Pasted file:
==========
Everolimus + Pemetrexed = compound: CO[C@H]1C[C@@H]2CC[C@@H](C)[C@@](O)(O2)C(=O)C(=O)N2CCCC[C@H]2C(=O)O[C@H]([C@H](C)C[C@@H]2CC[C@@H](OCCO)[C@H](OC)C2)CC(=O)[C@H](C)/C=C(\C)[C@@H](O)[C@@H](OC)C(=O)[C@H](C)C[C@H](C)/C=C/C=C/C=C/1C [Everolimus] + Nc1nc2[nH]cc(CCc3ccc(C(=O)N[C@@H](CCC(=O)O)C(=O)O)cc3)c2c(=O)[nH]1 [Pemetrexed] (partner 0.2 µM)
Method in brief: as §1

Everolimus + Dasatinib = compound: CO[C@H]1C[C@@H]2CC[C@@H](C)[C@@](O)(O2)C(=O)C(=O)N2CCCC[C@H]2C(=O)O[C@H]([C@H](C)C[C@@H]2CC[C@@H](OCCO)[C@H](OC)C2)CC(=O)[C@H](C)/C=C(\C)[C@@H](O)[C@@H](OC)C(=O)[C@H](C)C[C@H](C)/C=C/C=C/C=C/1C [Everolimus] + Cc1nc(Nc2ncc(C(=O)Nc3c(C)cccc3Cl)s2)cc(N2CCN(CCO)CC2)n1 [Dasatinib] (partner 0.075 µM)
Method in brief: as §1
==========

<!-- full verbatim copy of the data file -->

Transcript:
Everolimus + Pemetrexed = compound: CO[C@H]1C[C@@H]2CC[C@@H](C)[C@@](O)(O2)C(=O)C(=O)N2CCCC[C@H]2C(=O)O[C@H]([C@H](C)C[C@@H]2CC[C@@H](OCCO)[C@H](OC)C2)CC(=O)[C@H](C)/C=C(\C)[C@@H](O)[C@@H](OC)C(=O)[C@H](C)C[C@H](C)/C=C/C=C/C=C/1C [Everolimus] + Nc1nc2[nH]cc(CCc3ccc(C(=O)N[C@@H](CCC(=O)O)C(=O)O)cc3)c2c(=O)[nH]1 [Pemetrexed] (partner 0.2 µM)
Method in brief: as §1

Everolimus + Dasatinib = compound: CO[C@H]1C[C@@H]2CC[C@@H](C)[C@@](O)(O2)C(=O)C(=O)N2CCCC[C@H]2C(=O)O[C@H]([C@H](C)C[C@@H]2CC[C@@H](OCCO)[C@H](OC)C2)CC(=O)[C@H](C)/C=C(\C)[C@@H](O)[C@@H](OC)C(=O)[C@H](C)C[C@H](C)/C=C/C=C/C=C/1C [Everolimus] + Cc1nc(Nc2ncc(C(=O)Nc3c(C)cccc3Cl)s2)cc(N2CCN(CCO)CC2)n1 [Dasatinib] (partner 0.075 µM)
Method in brief: as §1